PORTLAND, Ore. (KOIN) – It’s officially spring, and while last weekend’s temperatures were the warmest of the year so far, the sunshine gave people a taste of spring and inspired some to start thinking about gardening.
Although spring has only just begun, Andrea Melnychenko from Dennis’ 7 Dees Landscaping and Gardening Centers, said it is safe to start planting things.
“The way that I like to describe things that can be planted right now, especially in early spring, are things that will bring you instant gratification and then things that will sort of set the stage for summer,” she said.
For people looking for instant gratification – perhaps bright pops of color to break up the gloomy days that can drag on into spring – Melnychenko said there are several seasonal annuals that thrive this time of year. These are flowers that enjoy when the nighttime temperatures are cool, but the weather warms up during the day.
A few things she recommends are anemones, primroses and ranunculi. These flowers stop blooming at around the time traditional summer flowers open up.
All three are bulb plants and can be planted. With the right conditions, they could bloom again every year.
Anyone wanting to work ahead and plant things that will thrive later in the year should consider purchasing and planting roses in early spring. The flowers are dormant this time of year and are usually found as bare root plants at nurseries, but Melnychenko said this is the time of year to find the best selection.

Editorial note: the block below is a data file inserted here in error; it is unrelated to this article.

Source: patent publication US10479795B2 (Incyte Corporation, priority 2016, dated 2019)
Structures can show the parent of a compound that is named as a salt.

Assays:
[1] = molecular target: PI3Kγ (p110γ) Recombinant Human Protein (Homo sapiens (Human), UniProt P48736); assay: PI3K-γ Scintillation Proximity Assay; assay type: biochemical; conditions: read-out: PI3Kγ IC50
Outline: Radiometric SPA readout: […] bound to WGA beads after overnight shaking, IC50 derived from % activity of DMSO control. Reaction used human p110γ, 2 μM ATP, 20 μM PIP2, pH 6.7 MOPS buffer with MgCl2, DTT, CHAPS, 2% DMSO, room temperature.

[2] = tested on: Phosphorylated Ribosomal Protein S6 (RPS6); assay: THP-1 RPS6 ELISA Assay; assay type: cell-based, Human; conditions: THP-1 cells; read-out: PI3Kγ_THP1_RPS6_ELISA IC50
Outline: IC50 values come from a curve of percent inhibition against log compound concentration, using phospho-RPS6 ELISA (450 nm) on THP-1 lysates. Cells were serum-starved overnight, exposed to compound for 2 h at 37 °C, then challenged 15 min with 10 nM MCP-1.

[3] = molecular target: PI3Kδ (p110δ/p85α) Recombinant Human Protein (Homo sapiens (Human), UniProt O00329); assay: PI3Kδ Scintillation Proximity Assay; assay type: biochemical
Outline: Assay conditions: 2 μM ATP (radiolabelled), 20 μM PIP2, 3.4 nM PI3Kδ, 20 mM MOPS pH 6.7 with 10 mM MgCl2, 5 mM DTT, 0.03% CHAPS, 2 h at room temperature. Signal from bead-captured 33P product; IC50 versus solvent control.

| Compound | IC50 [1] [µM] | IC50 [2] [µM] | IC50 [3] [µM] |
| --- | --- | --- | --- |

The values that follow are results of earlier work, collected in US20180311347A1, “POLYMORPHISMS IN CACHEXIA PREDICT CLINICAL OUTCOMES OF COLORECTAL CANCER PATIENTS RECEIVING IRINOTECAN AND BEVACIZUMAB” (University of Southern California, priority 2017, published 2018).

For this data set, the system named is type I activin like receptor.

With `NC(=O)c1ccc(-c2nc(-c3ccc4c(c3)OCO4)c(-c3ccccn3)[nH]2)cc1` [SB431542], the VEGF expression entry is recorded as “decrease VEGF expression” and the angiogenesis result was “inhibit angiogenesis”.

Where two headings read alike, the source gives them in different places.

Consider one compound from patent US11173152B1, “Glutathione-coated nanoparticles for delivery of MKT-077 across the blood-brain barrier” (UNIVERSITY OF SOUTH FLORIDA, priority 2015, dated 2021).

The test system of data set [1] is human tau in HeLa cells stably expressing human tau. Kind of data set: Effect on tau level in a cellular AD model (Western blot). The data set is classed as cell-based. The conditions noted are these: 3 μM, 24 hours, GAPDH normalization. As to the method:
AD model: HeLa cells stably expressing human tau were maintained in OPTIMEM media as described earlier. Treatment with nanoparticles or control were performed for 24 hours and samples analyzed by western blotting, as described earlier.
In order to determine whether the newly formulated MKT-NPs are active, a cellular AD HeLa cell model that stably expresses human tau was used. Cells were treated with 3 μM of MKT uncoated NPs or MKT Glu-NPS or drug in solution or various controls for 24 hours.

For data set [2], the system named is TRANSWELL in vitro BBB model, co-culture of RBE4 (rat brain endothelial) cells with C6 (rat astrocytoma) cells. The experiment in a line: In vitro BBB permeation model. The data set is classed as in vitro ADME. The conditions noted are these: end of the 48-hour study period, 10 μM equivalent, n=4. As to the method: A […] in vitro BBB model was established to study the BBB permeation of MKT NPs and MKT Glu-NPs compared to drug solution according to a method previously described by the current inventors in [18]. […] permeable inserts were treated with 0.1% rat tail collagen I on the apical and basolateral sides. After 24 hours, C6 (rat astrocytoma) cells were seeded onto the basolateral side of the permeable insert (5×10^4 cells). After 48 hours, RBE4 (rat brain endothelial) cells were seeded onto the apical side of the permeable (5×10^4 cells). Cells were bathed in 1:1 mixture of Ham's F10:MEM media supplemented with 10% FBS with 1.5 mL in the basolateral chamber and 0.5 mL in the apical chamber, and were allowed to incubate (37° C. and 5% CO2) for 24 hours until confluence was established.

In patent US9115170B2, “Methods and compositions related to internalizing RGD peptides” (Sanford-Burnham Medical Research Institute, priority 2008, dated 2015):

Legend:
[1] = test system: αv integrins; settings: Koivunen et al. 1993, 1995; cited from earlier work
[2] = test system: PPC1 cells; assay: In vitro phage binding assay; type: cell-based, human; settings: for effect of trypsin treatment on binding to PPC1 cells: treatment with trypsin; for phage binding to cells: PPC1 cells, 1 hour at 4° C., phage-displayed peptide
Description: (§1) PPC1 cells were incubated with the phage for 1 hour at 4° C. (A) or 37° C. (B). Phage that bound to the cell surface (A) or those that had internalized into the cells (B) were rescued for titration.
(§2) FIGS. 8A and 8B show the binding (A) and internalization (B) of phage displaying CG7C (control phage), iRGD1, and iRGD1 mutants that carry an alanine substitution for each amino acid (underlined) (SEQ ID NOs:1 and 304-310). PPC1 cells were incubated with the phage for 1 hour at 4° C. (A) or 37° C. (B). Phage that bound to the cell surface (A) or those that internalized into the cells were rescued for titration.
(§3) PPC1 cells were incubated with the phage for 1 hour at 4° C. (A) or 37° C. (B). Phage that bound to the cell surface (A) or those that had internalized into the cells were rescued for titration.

For people who want the best of both worlds, as in something that looks beautiful now but will continue to grow through the summer, Melnychenko encourages them to consider flowering trees and shrubs. This will flower in the spring and then develop lovely foliage for the summer.
Anyone working with a limited landscaping space can even consider a small dogwood or magnolia tree.
As far as produce gardening goes, Melnychenko said it’s not too early to plant crops either. Hardy greens like kales, lettuce and mustard varieties can be planted outdoors now. Peas are another crop that can go in the ground now and be sown this time of year.
“Getting a seed packet of peas, popping them right in the soil. They don’t need a lot of fussing or care and they kind of thrive with these colder soil temperatures,” Melnychenko said.
She said anything that’s out in the open at garden centers right now should be safe to grow outside. Anything that looks like it’s being sheltered at the store or nursery might be something a customer should ask about before taking it home, to see if it requires any protection from the elements.
Other garden fruits and vegetables can be started as seeds indoors this time of year and then transplanted outside once the average temperatures become warmer.
Early spring is the time of year when bulb flowers like daffodils, crocuses and tulips are blooming. Anyone who buys these potted plants this time of year can plant them directly into the ground or wait until they go dormant and then plant the bulbs.
Bulbs for these flowers can also be purchased and planted in the fall. That’s when nurseries have more varieties available, Melnychenko said.
She said now is a great time to consider planting bulb flowers that bloom in the summer, things like gladiolus, lilies and dahlias.
“Right now, the floodgates are really opening. Garden centers like ours are getting all of these deliveries of these beautiful locally grown plants daily,” Melnychenko said. “So it’s a really good time to get out there.”